The information shared in this story might come as a shock to you. It certainly took me by surprise and opened my eyes to the harsh reality of the dangers of giving out your credit card number.
We all know how risky it is to use our credit cards for internet purchases. For those of us who must do so, it is wise to use a card that has a very low limit. This way, if your card number is compromised at least the amount of damage done can be kept to a minimum. If everything works as it’s supposed to, once the purchases on your card go over the card’s limit, your credit card company should start refusing further charges.
What I didn’t know, and what you may not know, is how dangerous it is to give your credit card number to reputable firms that you may be doing business with in person. For example - companies selling goods such as doors and windows for your home.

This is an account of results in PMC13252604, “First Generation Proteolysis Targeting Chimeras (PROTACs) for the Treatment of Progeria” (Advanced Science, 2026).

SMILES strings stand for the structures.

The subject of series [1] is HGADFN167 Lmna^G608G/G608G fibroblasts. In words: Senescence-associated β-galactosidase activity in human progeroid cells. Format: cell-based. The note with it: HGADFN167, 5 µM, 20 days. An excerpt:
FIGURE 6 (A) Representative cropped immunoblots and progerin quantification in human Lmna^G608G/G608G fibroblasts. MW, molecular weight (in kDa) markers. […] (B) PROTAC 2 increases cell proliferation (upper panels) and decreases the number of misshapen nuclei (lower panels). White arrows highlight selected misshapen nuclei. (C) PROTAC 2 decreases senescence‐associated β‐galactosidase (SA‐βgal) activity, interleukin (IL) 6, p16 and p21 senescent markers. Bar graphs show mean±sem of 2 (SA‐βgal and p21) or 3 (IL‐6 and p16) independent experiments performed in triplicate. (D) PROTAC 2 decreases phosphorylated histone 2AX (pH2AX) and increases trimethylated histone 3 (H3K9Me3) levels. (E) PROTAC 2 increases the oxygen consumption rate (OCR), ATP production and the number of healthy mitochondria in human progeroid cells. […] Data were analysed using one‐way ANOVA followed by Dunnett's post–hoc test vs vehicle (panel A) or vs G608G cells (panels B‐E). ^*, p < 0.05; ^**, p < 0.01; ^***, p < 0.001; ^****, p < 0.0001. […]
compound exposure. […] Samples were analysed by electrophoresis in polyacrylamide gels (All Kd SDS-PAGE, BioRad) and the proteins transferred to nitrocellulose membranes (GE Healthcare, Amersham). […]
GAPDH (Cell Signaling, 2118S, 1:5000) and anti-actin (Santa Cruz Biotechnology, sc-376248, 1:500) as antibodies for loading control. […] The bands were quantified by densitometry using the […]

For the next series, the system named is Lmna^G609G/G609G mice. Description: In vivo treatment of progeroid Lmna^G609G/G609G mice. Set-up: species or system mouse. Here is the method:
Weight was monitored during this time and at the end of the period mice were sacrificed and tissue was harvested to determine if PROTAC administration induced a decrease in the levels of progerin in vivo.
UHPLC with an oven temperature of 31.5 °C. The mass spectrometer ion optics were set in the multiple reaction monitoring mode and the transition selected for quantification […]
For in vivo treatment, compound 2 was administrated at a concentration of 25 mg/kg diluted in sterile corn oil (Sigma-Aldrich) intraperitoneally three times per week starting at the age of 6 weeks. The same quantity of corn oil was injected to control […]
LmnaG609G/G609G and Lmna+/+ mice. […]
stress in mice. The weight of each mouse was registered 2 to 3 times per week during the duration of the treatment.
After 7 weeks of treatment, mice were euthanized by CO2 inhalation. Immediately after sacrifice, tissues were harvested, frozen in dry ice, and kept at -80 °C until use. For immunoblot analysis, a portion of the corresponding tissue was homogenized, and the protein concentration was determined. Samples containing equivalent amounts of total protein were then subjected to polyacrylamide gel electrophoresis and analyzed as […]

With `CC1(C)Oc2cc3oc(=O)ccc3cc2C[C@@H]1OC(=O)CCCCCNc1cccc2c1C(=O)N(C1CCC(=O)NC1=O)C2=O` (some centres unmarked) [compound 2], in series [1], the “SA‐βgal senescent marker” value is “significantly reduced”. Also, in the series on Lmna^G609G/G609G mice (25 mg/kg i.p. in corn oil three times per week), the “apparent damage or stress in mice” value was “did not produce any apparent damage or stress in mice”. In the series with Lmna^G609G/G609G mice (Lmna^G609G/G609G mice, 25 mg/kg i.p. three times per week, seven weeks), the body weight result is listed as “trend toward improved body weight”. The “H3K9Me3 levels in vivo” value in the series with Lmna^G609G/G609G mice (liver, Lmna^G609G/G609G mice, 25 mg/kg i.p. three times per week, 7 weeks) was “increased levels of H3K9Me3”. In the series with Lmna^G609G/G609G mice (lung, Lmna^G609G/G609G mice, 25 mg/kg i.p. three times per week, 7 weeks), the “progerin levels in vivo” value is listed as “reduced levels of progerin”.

Two years ago we purchased a sliding door to be installed in our kitchen to give access to our backyard deck, as well as an entry door system for the main entrance into our house. We chose a very well-known, reputable company and engaged ourselves to pay a great deal of money for the best quality doors that we could get. We had to pay 50% up front which we agreed to with the understanding that the doors were not held in stock and had to be manufactured. We agreed with that and were given a choice of how we wanted to pay. Since it was a large amount we decided to use a credit card and take advantage of the oodles of travel miles we would get as a result.
The sliding door was the first of the two doors to be installed. The installation went well, the door was beautiful and everything was perfect. After the installation the company called me on the phone and asked if I authorized them to charge the remaining 50% of the sliding door to the same credit card I had used for the deposit. I made sure it was only the amount for the sliding door since the front entry door hadn’t yet been installed. They confirmed and I agreed.